Yamaha TZR250 3MA: Reverse Cylinder
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Yamaha TZR250 3MA: Reverse Cylinder

By JeffWare - 06 July 2021

Words by Jeff Ware Photography by Heather Ware


In May I showed you the RZV500R and my RG500 resto jobs. Well, I recently had the pleasure of doing up (again, for beer not money) a mate’s TZR250. Now, this was no ordinary TZR, it was a 3MA – reverse cylinder and a bike I dreamed about when I was a young P plater with my own 1987 TZR250. Our Aussie model was the parallel twin 2MA, while in Japan they got this amazing 3MA. I’d seen images and had the poster but I never thought in a million years that I’d be working on one in my 40s!

The 3MA was light years ahead of other 250 two-strokes in 1989, even the NSR and RGV250s.

It has been one hell of a ride but the journey from wreck to weapon was well worth it. Darren’s TZR250 3MA is better than new and I mean that. Tim, Darren and I did not leave one nut, bolt or washer alone – every single component was cleaned, wire wheeled or refreshed in some way and the bike was stripped in its entirety then carefully reassembled. It’s basically a blueprinted bike.

Before I handed the bike back to Darren, I wanted to make sure it was safe and going to be reliable. After through three or four heat cycles over a few days on the bench, then double-checking for leaks and so forth, it was finally time to ride the bike. I have to admit it, I was nervous…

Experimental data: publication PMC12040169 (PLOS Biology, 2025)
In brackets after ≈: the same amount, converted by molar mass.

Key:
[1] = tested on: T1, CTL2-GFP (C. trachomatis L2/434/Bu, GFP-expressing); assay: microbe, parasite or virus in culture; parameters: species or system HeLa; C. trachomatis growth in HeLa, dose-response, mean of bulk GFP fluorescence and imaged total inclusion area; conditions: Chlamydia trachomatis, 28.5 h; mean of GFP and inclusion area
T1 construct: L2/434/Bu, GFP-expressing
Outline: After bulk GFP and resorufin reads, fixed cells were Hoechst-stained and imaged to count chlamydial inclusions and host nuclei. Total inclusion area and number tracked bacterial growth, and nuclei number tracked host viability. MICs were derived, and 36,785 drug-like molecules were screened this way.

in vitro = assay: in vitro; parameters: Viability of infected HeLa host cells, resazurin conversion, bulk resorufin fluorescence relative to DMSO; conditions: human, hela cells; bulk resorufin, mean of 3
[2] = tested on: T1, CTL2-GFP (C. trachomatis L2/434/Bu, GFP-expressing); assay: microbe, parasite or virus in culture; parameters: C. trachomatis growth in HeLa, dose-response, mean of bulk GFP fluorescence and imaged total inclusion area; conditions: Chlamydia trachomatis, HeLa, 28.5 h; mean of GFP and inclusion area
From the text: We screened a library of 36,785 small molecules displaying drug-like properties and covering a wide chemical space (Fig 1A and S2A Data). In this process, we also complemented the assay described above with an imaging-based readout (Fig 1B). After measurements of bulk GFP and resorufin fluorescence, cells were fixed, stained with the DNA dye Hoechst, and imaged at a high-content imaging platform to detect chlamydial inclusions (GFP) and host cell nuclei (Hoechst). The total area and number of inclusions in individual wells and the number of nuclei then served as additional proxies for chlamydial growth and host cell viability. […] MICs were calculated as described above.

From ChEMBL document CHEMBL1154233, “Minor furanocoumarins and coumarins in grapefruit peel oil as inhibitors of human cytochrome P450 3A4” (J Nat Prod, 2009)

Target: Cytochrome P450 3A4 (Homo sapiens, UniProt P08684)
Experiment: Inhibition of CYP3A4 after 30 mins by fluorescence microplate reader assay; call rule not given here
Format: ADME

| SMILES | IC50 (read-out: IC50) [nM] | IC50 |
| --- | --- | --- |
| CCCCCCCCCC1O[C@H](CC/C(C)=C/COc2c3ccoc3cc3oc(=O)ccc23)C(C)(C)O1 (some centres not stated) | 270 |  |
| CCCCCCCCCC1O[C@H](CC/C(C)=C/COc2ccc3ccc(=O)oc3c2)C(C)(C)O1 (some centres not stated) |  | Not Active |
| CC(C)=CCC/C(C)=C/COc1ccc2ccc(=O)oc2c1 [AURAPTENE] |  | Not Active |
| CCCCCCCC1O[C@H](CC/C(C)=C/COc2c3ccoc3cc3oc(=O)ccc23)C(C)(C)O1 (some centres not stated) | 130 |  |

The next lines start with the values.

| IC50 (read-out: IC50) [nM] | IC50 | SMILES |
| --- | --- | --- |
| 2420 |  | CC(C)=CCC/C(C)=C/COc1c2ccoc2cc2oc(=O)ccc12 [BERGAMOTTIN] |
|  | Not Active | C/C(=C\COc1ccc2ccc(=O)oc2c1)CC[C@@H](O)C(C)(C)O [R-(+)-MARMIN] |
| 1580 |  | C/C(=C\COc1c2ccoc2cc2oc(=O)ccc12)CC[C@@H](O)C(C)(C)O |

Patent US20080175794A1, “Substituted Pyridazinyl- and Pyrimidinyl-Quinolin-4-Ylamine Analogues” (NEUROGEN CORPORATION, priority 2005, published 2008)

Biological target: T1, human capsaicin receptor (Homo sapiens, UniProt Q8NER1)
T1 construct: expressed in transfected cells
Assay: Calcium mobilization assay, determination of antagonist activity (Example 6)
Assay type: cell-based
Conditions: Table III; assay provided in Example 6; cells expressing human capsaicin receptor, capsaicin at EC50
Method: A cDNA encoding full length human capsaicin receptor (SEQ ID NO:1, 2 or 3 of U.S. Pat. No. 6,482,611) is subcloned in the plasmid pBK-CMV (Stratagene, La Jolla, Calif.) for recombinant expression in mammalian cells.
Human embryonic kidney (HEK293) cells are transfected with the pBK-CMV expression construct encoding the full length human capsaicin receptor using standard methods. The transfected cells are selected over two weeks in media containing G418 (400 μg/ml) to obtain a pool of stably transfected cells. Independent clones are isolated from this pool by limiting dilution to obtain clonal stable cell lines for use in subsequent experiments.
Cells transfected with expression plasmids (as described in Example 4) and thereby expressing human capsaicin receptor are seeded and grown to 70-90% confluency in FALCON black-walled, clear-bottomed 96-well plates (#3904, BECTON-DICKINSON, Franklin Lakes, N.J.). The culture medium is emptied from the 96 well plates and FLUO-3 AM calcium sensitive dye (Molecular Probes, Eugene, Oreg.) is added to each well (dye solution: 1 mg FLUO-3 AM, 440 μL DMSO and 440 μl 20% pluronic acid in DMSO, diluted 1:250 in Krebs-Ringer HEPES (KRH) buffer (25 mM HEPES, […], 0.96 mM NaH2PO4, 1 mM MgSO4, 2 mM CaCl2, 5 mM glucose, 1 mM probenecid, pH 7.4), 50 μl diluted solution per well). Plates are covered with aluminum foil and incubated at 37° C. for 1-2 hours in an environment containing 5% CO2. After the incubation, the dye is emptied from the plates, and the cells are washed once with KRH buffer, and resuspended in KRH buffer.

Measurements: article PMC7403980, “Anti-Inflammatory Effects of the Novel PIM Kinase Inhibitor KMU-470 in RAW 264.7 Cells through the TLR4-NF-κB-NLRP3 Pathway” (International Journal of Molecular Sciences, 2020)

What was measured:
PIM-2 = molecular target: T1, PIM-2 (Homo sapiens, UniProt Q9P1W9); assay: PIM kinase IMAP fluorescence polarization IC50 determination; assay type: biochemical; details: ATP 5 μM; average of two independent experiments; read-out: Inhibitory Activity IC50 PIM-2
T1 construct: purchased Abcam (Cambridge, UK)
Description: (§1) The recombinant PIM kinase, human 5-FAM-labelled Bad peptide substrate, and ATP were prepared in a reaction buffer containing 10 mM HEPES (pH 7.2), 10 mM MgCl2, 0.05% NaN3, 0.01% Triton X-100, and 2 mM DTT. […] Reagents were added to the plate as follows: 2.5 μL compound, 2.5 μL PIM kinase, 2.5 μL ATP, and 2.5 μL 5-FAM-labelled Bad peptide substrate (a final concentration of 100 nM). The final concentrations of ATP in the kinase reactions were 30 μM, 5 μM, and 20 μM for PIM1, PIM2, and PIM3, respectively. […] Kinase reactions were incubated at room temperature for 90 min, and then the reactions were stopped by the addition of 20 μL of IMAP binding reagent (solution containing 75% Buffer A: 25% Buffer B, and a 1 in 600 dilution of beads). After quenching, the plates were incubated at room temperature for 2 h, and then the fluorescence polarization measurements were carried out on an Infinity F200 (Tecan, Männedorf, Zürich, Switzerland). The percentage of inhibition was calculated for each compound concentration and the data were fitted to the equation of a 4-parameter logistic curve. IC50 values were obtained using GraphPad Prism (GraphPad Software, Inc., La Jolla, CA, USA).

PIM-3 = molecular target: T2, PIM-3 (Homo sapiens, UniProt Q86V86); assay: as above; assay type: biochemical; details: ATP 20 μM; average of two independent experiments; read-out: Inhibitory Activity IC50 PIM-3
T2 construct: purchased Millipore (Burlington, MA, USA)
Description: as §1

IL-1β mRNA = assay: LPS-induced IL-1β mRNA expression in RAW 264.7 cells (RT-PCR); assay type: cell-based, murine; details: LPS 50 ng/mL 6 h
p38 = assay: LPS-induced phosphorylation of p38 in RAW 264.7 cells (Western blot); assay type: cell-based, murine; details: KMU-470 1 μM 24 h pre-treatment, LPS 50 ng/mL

The braced race swingarm was fully re-polished and greased by Tim, along with all linkages and bearings. Rear caliper was rebuilt. 18in rear wheel, typical 1989.
The rearsets are billet alloy race items from Japan. The rear master-cylinder was rebuilt.

The nerves went away quickly as the reverse-cylinder twin came into the powerband and the Jackal pipes started to howl as the YPVS opened up the exhaust ports and those trick flatslides came onto the mains. I’d been waiting to have a decent ride on a 3MA since the early 1990s when I first discovered they existed. I had that 2MA but I used to see these 3MA masterpieces in the overseas magazines and also a Japanese mate would send me Japanese bike magazines (that I could not read), such as Cycle Sounds and Riding Sport.

Aircraft styled alloy filler cap, most Yamaha’s had these back in that era. Darren resprayed it silver.
 Darren restored his switches and fitted new stickers as well. Great job. Note the genuine Yamaha era grips?

Of course, I’ve since ridden everything from factory 250cc GP bikes to 500cc GP bikes, World Superbikes and all sorts of cool stuff, so I wasn’t expecting the craziness I’d fantasised about as a teenager wanting a 3MA, but that doesn’t take away from the experience at all…

Darren is a regular now on the Old Road on his TZR. If you see him up there, say G’day and check out his bike. 

First stop was the main street of my hometown where I just had to ride past the shopfronts and check myself out in the reflection. I know, I know. But I used to do it on the same strip when I was 16 on my RZ250FN then TZR, thinking I looked like Max Biaggi or the next 250cc World Champion…

24K genuine kilometres, amazing little bikes get used in Japan. It has barely made second service in 32-years!